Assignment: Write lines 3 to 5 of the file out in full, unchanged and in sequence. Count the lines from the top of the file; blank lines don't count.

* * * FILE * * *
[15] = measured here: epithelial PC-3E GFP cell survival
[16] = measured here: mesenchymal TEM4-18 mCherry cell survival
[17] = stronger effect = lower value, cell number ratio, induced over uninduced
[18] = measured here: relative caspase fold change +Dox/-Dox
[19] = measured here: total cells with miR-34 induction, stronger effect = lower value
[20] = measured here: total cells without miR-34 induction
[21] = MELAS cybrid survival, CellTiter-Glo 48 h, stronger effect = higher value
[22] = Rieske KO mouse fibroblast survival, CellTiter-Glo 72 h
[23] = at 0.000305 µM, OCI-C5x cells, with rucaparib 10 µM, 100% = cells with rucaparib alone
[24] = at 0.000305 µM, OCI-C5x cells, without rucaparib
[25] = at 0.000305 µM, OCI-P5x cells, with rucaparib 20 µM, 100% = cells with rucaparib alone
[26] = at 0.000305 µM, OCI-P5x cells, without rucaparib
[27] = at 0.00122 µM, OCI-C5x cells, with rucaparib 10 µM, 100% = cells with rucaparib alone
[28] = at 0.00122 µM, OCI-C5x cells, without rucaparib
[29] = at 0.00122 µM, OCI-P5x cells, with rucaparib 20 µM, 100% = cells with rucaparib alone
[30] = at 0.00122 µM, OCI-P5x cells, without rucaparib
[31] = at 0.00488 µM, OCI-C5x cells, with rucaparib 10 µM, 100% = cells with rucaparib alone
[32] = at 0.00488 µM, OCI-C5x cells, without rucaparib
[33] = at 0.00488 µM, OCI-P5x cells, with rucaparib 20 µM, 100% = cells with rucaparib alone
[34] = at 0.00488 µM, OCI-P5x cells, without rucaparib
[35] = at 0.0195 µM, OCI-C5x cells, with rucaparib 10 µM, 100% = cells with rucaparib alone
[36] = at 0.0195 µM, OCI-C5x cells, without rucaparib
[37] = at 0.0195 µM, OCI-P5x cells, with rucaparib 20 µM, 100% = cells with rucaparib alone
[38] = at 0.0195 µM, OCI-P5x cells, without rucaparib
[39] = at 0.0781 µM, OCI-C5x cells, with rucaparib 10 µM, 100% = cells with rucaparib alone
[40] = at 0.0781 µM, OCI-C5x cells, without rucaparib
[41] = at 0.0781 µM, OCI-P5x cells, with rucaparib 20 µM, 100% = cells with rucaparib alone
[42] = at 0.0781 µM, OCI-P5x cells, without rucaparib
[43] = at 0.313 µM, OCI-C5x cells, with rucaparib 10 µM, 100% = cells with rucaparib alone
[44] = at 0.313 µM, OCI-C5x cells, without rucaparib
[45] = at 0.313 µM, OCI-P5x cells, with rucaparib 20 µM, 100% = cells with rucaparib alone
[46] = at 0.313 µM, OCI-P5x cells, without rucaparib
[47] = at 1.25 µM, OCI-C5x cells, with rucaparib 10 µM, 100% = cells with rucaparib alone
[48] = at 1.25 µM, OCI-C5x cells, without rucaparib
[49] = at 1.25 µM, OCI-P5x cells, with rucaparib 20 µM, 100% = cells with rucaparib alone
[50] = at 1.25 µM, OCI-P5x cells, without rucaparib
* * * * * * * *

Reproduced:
[17] = stronger effect = lower value, cell number ratio, induced over uninduced
[18] = measured here: relative caspase fold change +Dox/-Dox
[19] = measured here: total cells with miR-34 induction, stronger effect = lower value